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They are two of the NHL's top teams, and they are getting quite familiar with one another.
The Nashville Predators try to extend their lead in the Central Division when they host the second-place Detroit Red Wings in the first game of a home-and-home series on Tuesday.
These teams play again Wednesday in Detroit and on March 29 in Nashville. Last week, the Red Wings beat the Predators 4-3 in a shootout at home.
Nashville - which hasn't lost in regulation since Feb. 17, going 7-0-3 in that span - has an NHL-leading 98 points, three more than the Red Wings. The Predators also lead Anaheim by three points in the race for the Western Conference's top seed.
The Predators (46-18-6) could reach 100 points with a victory on Tuesday and open up a big lead if they sweep the home-and-home set with the Red Wings. Detroit (43-17-9), though, also has a chance to take over first place if it comes away with two wins.
These teams have met five times this season, with the home side winning each game.
"It's going to be huge," Nashville defenseman Kimmo Timonen said after his team beat Columbus 2-1 on Saturday. "That's why you play these games, to get ready for those games. It's going to be a huge two games."
The Predators are wrapping up a three-game homestand after winning the first two over Calgary and Columbus. Missing several key players on Saturday, Nashville got a goal and an assist from both Paul Kariya and David Legwand to beat the Blue Jackets and sweep the season series with Columbus.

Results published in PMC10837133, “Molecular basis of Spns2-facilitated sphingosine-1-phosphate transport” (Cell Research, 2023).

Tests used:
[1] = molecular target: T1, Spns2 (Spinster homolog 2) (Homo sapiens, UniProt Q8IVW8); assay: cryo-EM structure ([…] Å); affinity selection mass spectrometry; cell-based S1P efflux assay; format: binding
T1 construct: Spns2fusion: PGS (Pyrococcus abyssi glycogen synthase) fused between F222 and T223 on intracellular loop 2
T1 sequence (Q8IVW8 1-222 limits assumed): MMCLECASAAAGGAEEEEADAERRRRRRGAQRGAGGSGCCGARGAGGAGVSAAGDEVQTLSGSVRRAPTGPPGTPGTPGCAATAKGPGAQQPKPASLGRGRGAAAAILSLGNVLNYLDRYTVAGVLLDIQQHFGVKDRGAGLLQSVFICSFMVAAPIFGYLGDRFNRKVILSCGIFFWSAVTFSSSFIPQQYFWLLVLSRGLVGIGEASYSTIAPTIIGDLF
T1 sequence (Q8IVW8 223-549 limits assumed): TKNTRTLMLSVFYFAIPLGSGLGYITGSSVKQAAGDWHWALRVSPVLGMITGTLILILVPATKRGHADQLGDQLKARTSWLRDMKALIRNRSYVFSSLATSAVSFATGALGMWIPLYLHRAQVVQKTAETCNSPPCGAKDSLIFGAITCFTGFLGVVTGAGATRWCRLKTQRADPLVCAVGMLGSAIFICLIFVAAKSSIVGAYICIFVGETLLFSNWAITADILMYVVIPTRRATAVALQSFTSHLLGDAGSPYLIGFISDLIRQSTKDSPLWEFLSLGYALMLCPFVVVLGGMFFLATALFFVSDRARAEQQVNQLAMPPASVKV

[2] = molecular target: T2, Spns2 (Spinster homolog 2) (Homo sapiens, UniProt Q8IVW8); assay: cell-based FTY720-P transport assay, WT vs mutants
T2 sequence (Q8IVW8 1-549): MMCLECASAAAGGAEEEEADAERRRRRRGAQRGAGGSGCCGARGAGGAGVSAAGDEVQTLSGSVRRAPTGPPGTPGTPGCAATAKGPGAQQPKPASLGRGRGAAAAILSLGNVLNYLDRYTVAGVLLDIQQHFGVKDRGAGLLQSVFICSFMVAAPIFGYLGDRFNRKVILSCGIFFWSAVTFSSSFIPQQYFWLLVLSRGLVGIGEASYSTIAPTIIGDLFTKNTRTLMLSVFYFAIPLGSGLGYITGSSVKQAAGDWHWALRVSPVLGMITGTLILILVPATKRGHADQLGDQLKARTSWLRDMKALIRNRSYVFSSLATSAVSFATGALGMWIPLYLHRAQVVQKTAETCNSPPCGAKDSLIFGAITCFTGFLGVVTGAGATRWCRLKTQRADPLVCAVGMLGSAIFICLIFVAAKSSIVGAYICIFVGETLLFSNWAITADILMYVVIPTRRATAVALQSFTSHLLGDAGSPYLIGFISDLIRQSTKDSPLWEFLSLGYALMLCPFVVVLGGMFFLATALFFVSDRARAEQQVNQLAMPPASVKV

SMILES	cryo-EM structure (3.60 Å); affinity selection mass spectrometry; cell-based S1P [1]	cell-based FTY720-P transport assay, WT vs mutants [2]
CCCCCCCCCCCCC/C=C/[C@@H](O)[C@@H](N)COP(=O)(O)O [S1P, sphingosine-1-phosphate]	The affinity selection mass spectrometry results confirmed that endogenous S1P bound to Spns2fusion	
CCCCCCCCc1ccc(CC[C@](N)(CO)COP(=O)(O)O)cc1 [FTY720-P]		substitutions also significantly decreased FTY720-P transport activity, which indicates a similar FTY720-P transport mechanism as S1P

Kariya has three goals and four assists during a five-game point streak for the Predators, who were missing Peter Forsberg, Steve Sullivan, Scott Hartnell and Scott Nichol on Saturday.
"We have to get our rest and get prepared for them," Kariya said of the Red Wings. "We know it's going to be a high-energy couple of games and really enjoyable. Those are the games you live for."
These teams have split their last nine regular-season meetings, though Detroit beat Nashville 4-2 in the first round of the 2004 playoffs.
The Red Wings had recorded a point in 10 straight games, going 7-0-3, before getting blown out 6-3 by Boston on Sunday in the finale of a five-game homestand. Detroit allowed three goals in the third period and has given up 26 in its last eight games.
"We earned this. This has been coming for awhile," Red Wings coach Mike Babcock said. "We can't, from the back end, continue to turn over the puck like we have been."
Detroit also gave up six goals in its last regulation loss before Sunday, a 6-1 defeat to Philadelphia on Feb. 12.
The Red Wings have won three of their last four on the road, with the only blemish a 4-3 overtime loss to the Predators on Feb. 24.
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